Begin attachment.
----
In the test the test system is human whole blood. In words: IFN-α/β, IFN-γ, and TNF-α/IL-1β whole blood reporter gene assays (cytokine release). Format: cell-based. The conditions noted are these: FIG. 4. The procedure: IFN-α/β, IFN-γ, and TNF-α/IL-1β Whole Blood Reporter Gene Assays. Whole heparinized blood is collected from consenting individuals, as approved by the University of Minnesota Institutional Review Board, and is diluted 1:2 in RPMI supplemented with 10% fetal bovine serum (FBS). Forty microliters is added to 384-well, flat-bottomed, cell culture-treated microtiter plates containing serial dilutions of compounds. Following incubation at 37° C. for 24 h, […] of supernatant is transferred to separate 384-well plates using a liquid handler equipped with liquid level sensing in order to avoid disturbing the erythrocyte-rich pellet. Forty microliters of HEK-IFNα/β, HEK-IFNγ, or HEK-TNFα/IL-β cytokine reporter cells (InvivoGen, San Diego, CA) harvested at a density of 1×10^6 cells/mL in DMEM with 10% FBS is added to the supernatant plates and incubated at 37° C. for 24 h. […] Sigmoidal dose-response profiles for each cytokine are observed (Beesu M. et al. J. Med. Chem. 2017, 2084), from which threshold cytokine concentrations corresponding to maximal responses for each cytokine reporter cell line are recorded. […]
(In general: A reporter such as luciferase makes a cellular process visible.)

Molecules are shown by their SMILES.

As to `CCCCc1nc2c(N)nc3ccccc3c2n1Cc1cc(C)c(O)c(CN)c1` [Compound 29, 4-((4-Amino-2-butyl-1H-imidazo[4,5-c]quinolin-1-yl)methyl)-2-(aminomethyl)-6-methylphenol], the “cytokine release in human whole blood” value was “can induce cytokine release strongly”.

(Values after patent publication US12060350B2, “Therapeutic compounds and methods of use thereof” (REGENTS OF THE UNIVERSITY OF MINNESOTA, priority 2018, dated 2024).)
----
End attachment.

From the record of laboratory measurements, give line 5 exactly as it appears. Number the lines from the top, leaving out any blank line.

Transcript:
(Values after patent publication US12060350B2, “Therapeutic compounds and methods of use thereof” (REGENTS OF THE UNIVERSITY OF MINNESOTA, priority 2018, dated 2024).)